(CNN) -- Rebel attacks north of Goma in the Democratic Republic of Congo prompted thousands more civilians to flee Tuesday, and U.N. officials said a U.N. convoy trying to provide security near Goma also was attacked.
Thousands of displaced Congolese on Tuesday line the road near the Kibati camp north of Goma, Congo.
"Five rockets were fired on two U.N. armored personnel carriers that were part of the convoy of MONUC Blue Helmets near Kalengera," according to a report on the Web site of the U.N. Mission in the Democratic Republic of Congo, known by its French acronym, MONUC.
"MONUC reiterates that under its mandate it will continue to intervene with all of its means to ensure the protection of civilians and to protect the urban centers of North Kivu," MONUC said, referring to the province in eastern Congo.
The attacks by rebels of the National Congress for the Defense of People, or CNDP, led civilians to seek refuge in Goma, the provincial capital, where national army forces surround the city, said MONUC spokesman Jean-Paul Dietrich.
He said U.N. helicopters flew overhead to provide cover until darkness fell, when the aircraft were grounded for the night.
Dietrich said a U.N. official in Goma reported that the town of Rutshuru had been captured, although he had not confirmed the information with the military. Rutshuru is a territorial capital about 37 miles (60 kilometers) north of Goma. The U.N. convoy that officials said was attacked was providing security on the road from Rutshuru.
Dietrich said clashes between the rebels and government forces had taken place during the day in scattered locations.
Bertrand Bisimwa, a spokesman for the rebels, told The Associated Press the rebels' front lines are within within 12 miles (19 kilometers) of Goma, a city of 600,000.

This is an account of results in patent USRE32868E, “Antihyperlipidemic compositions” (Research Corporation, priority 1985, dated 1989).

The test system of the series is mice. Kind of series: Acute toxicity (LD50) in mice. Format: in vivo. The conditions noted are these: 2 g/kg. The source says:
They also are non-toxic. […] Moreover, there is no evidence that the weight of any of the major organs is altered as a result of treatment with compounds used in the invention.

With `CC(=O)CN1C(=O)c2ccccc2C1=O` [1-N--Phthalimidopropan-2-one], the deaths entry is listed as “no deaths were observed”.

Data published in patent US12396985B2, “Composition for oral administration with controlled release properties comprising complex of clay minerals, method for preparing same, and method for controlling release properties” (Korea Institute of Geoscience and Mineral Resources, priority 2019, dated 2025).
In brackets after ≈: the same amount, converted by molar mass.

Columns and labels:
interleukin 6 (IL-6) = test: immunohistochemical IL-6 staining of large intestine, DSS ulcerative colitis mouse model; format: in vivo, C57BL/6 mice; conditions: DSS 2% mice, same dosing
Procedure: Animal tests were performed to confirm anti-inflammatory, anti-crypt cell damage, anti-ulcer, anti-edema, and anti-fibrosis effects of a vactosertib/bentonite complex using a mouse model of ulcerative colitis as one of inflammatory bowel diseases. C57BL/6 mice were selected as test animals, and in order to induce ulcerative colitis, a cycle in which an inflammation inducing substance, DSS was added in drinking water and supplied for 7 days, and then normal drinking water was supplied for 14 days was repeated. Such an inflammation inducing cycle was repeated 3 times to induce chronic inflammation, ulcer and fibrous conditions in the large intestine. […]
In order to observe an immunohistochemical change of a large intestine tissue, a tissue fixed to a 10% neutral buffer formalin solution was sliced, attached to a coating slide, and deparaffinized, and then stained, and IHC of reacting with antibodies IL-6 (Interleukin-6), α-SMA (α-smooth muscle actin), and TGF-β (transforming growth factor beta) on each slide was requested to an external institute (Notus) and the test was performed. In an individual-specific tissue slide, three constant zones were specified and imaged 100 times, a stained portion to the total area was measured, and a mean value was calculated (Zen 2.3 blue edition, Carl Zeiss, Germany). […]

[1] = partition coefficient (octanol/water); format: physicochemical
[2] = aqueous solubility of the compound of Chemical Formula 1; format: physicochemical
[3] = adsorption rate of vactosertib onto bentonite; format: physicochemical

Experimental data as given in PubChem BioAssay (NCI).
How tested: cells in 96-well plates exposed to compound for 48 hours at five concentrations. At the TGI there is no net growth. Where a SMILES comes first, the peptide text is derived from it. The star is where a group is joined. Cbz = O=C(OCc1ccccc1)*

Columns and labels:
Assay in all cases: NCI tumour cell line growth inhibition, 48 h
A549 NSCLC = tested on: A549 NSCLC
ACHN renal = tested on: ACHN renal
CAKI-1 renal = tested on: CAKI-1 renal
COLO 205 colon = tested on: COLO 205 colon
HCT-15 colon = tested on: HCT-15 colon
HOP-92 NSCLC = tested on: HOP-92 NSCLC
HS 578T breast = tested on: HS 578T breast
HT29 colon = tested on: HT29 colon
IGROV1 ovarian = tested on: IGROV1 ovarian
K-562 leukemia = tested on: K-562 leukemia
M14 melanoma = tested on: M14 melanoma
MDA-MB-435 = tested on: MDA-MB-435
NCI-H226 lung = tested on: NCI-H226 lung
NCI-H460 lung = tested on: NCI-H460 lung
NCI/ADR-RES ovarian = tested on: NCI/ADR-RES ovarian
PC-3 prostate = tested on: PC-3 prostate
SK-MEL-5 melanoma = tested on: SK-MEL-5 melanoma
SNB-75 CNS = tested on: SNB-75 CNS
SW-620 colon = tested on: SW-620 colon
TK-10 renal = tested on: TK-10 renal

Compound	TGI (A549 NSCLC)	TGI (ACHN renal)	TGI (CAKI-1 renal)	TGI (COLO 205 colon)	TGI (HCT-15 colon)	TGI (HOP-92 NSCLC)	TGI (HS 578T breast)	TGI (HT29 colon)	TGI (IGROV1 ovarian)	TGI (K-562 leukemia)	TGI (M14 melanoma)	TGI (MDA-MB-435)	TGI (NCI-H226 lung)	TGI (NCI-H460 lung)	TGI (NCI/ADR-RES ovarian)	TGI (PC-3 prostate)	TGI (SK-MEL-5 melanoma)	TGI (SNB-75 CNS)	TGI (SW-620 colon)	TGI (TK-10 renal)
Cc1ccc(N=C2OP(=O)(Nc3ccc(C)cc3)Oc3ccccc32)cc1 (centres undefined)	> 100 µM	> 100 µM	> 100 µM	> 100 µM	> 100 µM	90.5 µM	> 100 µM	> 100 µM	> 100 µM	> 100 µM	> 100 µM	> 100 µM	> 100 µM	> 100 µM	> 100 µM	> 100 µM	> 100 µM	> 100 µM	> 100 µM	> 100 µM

U.N. refugee agency spokesman Ron Redmond said the Kibati camp for displaced persons tripled in size in a matter of hours Tuesday, The AP reported.
Congolese hurled rocks at U.N. armored personnel carriers that were headed away from the fighting, according to an AP report. Watch as Congolese throw rocks at tanks »
"What are they doing? They are supposed to protect us," AP quoted displaced person Jean-Paul Maombi as saying.
Between 800,000 and 1 million displaced persons are living in camps run by the United Nations and other organizations in the area, Dietrich said, including about 150,000 people who came to the camps after August 28.
"I think right now it's a very delicate situation," he added.
The spokeswoman for the U.N. mission in Goma, Sylvie van den Wildenberg, said the situation in Goma is under control for now. "We have reinforced our presence there." Watch as crowds target U.N. offices in Goma »
On Monday, U.N. gunships supported army forces as they fired on the CNDP rebels in an effort to halt their advance on Kibumba, to the north, Wildenberg said.
"We have put all our resources on alert to deter any further progression, trying to contain the aggression in those areas. CNDP is not listening to anyone anymore," she said.
Renewed fighting erupted Sunday when the CNDP, led by renegade Gen. Laurent Nkunda, seized a major military camp and gorilla park just one week after a U.N.-brokered peace accord, according to U.N. and park officials.
The rebels, according to Wildenberg, are surrounding areas where displaced persons are housed as a "strategy used to put more pressure on government and on the international community to get some of their requests satisfied. This is unacceptable and a violation of humanitarian law."
Although the civil war in Congo officially ended in 2003, recent fighting in eastern Congo between government forces and rebels has displaced thousands. Fighting and the related humanitarian crisis have killed some 5.4 million people since 1998, and 45,000 people die there every month, according to an International Rescue Committee report in January.
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